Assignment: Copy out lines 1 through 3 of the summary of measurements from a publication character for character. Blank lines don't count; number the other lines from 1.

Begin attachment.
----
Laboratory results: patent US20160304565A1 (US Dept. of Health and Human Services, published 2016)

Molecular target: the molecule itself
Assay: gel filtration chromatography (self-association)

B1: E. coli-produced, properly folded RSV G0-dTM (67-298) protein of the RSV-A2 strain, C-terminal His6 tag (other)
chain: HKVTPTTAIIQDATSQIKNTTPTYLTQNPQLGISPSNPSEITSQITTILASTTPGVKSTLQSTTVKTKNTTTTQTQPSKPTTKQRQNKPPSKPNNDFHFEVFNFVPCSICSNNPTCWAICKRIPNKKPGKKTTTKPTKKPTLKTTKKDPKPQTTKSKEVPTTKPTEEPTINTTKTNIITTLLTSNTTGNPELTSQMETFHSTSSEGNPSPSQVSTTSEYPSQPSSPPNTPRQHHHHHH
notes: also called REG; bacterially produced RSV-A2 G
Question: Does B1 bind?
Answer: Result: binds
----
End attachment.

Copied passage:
Laboratory results: patent US20160304565A1 (US Dept. of Health and Human Services, published 2016)

Molecular target: the molecule itself
Assay: gel filtration chromatography (self-association)